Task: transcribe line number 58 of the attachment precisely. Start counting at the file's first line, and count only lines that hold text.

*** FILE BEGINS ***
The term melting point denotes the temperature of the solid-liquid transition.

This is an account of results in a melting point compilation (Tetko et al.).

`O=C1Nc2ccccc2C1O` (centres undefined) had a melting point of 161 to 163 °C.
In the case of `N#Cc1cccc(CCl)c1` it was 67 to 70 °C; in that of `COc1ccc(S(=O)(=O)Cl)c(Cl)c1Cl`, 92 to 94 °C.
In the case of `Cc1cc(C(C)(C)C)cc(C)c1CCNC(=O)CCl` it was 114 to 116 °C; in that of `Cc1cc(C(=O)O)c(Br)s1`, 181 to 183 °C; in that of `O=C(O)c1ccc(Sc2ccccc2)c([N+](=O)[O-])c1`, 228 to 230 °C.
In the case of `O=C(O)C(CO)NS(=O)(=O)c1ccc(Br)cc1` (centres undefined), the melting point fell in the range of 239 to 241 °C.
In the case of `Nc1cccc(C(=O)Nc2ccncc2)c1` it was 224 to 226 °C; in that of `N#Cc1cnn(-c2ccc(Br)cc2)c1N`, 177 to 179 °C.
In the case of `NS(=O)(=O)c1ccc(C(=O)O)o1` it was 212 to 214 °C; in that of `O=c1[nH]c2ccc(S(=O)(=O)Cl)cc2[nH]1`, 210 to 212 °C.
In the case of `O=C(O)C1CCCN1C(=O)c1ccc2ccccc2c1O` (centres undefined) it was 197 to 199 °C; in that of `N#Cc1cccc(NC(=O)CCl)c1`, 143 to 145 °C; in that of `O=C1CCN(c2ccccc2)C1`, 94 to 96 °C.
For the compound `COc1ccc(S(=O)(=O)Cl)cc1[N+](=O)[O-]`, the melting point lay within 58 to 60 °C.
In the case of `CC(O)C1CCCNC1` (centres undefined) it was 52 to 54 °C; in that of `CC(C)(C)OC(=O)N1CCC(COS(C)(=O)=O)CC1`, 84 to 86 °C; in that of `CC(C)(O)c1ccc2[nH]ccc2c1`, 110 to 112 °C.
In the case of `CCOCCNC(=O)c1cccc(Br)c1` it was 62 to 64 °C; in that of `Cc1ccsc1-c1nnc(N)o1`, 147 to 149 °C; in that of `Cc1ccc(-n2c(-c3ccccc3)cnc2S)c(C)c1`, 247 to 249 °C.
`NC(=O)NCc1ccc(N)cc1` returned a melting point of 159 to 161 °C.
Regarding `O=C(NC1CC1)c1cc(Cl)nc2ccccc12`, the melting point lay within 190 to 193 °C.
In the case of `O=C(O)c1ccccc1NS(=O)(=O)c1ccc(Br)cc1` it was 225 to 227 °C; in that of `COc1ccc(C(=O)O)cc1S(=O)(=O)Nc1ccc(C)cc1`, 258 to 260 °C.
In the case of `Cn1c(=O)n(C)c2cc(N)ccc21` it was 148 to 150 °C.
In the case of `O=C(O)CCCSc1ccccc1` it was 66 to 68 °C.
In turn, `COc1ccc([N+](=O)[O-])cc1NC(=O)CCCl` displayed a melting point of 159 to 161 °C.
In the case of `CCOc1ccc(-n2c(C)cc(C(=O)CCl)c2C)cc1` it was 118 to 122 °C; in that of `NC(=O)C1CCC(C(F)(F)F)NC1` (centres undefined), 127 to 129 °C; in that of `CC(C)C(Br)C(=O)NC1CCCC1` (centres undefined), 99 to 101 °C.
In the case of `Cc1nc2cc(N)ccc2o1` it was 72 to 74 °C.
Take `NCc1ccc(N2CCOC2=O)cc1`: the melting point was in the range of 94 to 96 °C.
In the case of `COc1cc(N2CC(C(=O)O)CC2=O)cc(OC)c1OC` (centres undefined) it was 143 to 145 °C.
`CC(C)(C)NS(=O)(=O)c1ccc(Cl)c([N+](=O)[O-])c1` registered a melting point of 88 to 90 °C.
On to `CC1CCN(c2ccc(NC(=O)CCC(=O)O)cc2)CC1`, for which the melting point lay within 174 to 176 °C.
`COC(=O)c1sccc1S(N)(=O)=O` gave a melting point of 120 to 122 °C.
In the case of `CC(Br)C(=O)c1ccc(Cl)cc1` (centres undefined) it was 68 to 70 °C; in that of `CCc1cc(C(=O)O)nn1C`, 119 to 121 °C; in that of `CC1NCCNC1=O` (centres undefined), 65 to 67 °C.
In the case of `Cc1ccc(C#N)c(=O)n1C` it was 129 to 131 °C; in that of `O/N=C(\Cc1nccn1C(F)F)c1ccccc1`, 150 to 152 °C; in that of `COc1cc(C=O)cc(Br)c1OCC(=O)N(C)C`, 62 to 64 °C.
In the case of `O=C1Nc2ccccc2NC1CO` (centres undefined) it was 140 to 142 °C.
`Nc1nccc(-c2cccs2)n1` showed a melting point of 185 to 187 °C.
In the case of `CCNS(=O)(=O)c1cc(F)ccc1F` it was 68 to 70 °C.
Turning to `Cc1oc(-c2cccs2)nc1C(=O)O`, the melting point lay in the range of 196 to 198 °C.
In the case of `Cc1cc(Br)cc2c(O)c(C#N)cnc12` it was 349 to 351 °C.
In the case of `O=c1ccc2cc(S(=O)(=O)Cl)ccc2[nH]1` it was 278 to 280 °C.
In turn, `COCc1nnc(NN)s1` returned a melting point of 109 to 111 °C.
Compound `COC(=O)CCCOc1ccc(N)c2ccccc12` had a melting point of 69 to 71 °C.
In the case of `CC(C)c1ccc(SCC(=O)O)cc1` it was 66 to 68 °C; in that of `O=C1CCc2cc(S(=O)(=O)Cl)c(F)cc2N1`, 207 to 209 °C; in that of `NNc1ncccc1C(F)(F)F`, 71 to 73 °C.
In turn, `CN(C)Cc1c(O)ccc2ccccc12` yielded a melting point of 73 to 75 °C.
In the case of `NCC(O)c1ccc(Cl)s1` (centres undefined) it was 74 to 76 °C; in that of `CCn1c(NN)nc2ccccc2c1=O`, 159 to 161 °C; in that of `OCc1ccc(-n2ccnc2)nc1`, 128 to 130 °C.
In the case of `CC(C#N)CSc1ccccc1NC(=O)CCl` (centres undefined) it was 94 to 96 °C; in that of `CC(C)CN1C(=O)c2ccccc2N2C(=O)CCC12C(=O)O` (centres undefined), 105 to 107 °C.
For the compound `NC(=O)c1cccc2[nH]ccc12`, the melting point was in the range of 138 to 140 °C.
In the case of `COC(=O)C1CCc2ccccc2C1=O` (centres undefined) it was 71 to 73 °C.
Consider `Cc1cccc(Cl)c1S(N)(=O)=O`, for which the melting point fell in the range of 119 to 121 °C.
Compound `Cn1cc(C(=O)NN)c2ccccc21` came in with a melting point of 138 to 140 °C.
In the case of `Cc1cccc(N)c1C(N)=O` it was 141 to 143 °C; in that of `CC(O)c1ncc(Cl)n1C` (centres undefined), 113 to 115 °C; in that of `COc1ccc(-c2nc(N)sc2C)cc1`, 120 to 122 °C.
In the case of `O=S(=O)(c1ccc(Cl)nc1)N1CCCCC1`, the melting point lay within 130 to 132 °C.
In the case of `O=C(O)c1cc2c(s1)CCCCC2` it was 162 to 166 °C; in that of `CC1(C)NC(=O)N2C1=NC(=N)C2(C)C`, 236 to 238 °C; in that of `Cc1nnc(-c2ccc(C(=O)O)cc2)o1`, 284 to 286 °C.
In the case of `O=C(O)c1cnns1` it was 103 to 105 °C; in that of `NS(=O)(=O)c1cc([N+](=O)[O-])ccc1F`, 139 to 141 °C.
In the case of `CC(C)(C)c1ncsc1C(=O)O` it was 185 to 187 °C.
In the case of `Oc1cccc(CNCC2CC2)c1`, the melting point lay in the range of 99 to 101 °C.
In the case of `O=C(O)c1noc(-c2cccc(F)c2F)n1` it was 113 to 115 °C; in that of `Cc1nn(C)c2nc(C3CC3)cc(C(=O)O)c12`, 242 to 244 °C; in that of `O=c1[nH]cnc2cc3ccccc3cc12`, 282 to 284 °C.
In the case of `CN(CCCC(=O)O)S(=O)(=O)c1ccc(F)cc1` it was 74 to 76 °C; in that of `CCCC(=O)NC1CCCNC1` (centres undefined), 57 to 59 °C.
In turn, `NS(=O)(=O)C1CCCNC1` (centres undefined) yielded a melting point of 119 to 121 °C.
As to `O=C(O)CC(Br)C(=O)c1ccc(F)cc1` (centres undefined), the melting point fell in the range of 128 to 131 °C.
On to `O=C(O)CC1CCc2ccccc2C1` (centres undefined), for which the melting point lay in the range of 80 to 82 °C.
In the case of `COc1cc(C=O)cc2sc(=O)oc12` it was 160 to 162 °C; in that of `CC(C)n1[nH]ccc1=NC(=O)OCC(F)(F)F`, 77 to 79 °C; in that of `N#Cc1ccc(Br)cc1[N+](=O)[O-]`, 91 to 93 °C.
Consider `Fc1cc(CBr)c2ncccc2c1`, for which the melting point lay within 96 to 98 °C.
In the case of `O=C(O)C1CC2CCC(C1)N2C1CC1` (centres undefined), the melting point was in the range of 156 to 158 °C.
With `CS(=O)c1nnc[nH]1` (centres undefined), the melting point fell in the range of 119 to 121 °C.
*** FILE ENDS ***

With `CS(=O)c1nnc[nH]1` (centres undefined), the melting point fell in the range of 119 to 121 °C.